World Malaria Day: WHO, U.S. call for more efforts to tackle disease

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In commemoration of the 2019 World Malaria Day, the World Health Organisation (WHO) has called for renewed political commitment to eliminate the disease.

The International agency said increased investments in malaria prevention and control will go a long way in fighting the disease.

In a statement released on Wednesday, the WHO Regional Director for Africa, Matshidiso Moeti, said governments should mobilise all necessary internal and external resources towards eliminating malaria.

World Malaria Day is marked every April 25 and this year’s theme is ‘Zero Malaria Starts with Me.’

Malaria remains one of the world’s leading killer disease, claiming the life of one child every two minutes, according to the WHO.

Most of the deaths are in Africa, where over 250,000 children die from the disease every year.

According to WHO’s 2018 World Malaria report, no significant gains were made in reducing malaria cases in the period 2015 to 2017.

The estimated number of malaria deaths in 2017, at 435, 000, remained virtually unchanged over the previous year.

In a bid to reduce this menace, the world’s first malaria vaccine, RTS,S was launched in Malawi on Tuesday.

Mr Moeti noted that the pace of progress must be accelerated if the world is to achieve a 40 per cent drop in global malaria cases and deaths by 2020, compared to 2015 levels.

He stressed the need to empower individuals across the world to make a personal commitment to saving more lives, and help communities and economies to thrive by eliminating malaria.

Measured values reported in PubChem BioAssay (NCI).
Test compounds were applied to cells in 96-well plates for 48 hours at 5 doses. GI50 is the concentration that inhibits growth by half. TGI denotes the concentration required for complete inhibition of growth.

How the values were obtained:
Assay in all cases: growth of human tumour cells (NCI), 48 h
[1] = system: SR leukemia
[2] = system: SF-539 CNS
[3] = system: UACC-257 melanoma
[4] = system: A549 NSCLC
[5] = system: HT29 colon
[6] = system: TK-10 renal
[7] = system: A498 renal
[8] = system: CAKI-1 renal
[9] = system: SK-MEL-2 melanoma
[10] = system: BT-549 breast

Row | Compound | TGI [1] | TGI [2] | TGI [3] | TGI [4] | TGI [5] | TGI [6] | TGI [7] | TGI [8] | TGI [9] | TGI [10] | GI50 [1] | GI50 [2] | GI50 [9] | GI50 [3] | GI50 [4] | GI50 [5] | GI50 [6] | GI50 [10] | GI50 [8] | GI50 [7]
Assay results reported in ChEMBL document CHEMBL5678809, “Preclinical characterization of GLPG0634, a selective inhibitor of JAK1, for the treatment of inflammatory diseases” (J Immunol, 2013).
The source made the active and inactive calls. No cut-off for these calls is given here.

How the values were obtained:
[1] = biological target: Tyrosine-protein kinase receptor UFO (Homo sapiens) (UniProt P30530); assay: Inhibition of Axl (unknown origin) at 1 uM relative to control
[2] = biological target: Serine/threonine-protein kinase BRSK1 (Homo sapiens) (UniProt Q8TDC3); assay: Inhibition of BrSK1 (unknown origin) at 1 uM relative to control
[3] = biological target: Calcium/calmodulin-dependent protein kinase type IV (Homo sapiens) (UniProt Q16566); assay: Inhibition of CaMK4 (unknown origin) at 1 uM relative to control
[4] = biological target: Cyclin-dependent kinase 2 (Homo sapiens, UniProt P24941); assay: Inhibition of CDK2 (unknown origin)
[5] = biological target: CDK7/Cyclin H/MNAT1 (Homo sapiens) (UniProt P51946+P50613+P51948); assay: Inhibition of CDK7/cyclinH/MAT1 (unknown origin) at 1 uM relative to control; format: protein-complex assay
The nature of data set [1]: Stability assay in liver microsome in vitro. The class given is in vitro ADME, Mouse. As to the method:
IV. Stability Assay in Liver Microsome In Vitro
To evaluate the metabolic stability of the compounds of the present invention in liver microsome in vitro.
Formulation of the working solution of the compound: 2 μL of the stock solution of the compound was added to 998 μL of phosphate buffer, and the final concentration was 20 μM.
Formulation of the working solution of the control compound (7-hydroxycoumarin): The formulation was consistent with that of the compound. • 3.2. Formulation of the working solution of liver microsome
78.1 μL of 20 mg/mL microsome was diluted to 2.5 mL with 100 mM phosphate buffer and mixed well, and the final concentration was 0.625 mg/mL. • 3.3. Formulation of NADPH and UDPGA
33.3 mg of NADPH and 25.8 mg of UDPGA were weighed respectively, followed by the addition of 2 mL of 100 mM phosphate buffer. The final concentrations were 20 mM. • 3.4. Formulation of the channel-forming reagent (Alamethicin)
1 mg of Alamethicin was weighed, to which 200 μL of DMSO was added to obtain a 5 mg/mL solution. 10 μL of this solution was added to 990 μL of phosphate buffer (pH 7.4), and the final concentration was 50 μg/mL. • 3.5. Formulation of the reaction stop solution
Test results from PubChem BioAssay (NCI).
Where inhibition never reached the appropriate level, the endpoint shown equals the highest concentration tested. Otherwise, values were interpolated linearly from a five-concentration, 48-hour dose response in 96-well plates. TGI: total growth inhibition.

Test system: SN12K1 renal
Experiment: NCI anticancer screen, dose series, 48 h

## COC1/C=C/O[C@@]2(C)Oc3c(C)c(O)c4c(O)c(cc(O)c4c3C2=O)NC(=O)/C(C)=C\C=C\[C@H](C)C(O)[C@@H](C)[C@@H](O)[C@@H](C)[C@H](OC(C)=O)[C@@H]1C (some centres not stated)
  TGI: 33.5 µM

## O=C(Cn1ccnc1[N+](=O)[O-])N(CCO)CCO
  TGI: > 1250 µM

He urged all member states to allocate adequate resources and to work across sectors and strengthen cross-border collaboration.

“With the required resources, strong coordination and dedicated partners, we can accelerate our actions to achieve a malaria-free Africa – transforming a common vision to end malaria for good into a shared reality for a healthier and more prosperous Africa,” he said.

U.S. committed to Nigeria

The United States government has also reaffirmed its commitment to help bring an end to malaria in Nigeria.

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In a statement released ahead of the World Malaria Day, the United States Ambassador to Nigeria, Stuart Symington, said the government will continue to extend its support to the global fight against malaria.

“This World Malaria Day, we are proud to reaffirm the commitment of the United States to continuing this global progress and ending malaria in Nigeria.

“And I extend our hand in partnership to all of those who will join us. Zero malaria starts with me, you, and everyone working together for a more prosperous and healthy future for all,” he said.


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